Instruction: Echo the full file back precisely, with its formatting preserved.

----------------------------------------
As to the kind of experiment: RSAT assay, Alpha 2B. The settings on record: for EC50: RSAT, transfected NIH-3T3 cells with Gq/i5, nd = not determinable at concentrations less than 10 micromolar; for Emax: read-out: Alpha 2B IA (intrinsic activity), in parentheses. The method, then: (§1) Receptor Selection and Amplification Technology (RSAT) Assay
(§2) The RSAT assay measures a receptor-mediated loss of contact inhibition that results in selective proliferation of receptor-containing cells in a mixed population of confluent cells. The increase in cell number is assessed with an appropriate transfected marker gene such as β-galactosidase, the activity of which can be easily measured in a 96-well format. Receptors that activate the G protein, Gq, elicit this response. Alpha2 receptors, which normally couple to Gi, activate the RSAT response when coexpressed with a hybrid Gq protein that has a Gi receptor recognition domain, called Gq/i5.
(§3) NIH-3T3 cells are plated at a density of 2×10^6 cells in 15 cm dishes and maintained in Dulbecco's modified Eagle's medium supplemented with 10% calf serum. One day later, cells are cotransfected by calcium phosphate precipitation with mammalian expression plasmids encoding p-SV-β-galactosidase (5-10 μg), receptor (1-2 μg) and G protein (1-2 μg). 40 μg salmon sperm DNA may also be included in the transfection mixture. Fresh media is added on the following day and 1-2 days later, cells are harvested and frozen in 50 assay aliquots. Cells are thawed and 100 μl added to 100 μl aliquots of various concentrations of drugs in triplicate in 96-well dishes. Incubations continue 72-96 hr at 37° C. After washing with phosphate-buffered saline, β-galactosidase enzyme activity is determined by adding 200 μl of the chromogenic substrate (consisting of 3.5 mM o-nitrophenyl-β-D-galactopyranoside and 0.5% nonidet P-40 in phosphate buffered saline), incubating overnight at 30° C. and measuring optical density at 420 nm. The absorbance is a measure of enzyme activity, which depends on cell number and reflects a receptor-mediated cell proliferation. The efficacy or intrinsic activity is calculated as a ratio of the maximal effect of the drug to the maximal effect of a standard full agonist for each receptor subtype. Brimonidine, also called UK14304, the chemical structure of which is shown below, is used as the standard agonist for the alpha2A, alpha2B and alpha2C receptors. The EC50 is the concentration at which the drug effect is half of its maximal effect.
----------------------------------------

As to the kind of experiment: RSAT assay, Alpha 2B. The settings on record: for EC50: RSAT, transfected NIH-3T3 cells with Gq/i5, nd = not determinable at concentrations less than 10 micromolar; for Emax: read-out: Alpha 2B IA (intrinsic activity), in parentheses. The method, then: (§1) Receptor Selection and Amplification Technology (RSAT) Assay
(§2) The RSAT assay measures a receptor-mediated loss of contact inhibition that results in selective proliferation of receptor-containing cells in a mixed population of confluent cells. The increase in cell number is assessed with an appropriate transfected marker gene such as β-galactosidase, the activity of which can be easily measured in a 96-well format. Receptors that activate the G protein, Gq, elicit this response. Alpha2 receptors, which normally couple to Gi, activate the RSAT response when coexpressed with a hybrid Gq protein that has a Gi receptor recognition domain, called Gq/i5.
(§3) NIH-3T3 cells are plated at a density of 2×10^6 cells in 15 cm dishes and maintained in Dulbecco's modified Eagle's medium supplemented with 10% calf serum. One day later, cells are cotransfected by calcium phosphate precipitation with mammalian expression plasmids encoding p-SV-β-galactosidase (5-10 μg), receptor (1-2 μg) and G protein (1-2 μg). 40 μg salmon sperm DNA may also be included in the transfection mixture. Fresh media is added on the following day and 1-2 days later, cells are harvested and frozen in 50 assay aliquots. Cells are thawed and 100 μl added to 100 μl aliquots of various concentrations of drugs in triplicate in 96-well dishes. Incubations continue 72-96 hr at 37° C. After washing with phosphate-buffered saline, β-galactosidase enzyme activity is determined by adding 200 μl of the chromogenic substrate (consisting of 3.5 mM o-nitrophenyl-β-D-galactopyranoside and 0.5% nonidet P-40 in phosphate buffered saline), incubating overnight at 30° C. and measuring optical density at 420 nm. The absorbance is a measure of enzyme activity, which depends on cell number and reflects a receptor-mediated cell proliferation. The efficacy or intrinsic activity is calculated as a ratio of the maximal effect of the drug to the maximal effect of a standard full agonist for each receptor subtype. Brimonidine, also called UK14304, the chemical structure of which is shown below, is used as the standard agonist for the alpha2A, alpha2B and alpha2C receptors. The EC50 is the concentration at which the drug effect is half of its maximal effect.